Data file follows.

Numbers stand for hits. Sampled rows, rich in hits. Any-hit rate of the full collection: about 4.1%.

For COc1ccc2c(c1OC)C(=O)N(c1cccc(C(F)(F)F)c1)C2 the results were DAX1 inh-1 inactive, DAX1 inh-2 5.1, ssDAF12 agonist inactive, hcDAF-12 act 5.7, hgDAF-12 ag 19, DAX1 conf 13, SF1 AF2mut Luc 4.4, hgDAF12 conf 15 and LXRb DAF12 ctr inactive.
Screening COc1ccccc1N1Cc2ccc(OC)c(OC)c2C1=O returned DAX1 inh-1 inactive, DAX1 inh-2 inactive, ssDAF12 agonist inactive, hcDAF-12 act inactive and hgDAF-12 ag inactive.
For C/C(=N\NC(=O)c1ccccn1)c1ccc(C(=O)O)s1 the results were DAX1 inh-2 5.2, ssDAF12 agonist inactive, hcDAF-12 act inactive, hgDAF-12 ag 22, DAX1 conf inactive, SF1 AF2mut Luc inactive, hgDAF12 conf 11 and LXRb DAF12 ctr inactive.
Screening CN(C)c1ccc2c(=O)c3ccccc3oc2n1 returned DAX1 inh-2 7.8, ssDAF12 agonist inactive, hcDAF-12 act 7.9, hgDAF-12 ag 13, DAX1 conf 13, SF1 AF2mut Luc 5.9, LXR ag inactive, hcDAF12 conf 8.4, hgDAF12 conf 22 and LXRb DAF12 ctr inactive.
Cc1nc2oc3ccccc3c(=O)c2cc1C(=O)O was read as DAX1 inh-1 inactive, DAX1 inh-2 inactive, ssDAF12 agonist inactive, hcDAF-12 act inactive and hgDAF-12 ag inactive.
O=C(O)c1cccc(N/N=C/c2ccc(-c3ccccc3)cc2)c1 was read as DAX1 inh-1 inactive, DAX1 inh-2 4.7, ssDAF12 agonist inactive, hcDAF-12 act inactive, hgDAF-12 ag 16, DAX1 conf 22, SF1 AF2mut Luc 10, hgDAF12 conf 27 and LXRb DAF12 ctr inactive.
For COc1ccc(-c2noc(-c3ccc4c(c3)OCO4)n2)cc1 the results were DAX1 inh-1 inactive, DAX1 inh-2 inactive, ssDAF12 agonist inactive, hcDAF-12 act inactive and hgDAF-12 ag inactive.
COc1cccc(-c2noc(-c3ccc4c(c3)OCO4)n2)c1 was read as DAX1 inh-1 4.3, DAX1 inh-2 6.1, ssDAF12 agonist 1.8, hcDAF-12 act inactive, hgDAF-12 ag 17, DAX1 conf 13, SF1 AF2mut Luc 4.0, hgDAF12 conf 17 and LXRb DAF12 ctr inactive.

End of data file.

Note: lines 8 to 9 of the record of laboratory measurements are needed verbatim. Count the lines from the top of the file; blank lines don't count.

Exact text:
For COc1ccc(-c2noc(-c3ccc4c(c3)OCO4)n2)cc1 the results were DAX1 inh-1 inactive, DAX1 inh-2 inactive, ssDAF12 agonist inactive, hcDAF-12 act inactive and hgDAF-12 ag inactive.
COc1cccc(-c2noc(-c3ccc4c(c3)OCO4)n2)c1 was read as DAX1 inh-1 4.3, DAX1 inh-2 6.1, ssDAF12 agonist 1.8, hcDAF-12 act inactive, hgDAF-12 ag 17, DAX1 conf 13, SF1 AF2mut Luc 4.0, hgDAF12 conf 17 and LXRb DAF12 ctr inactive.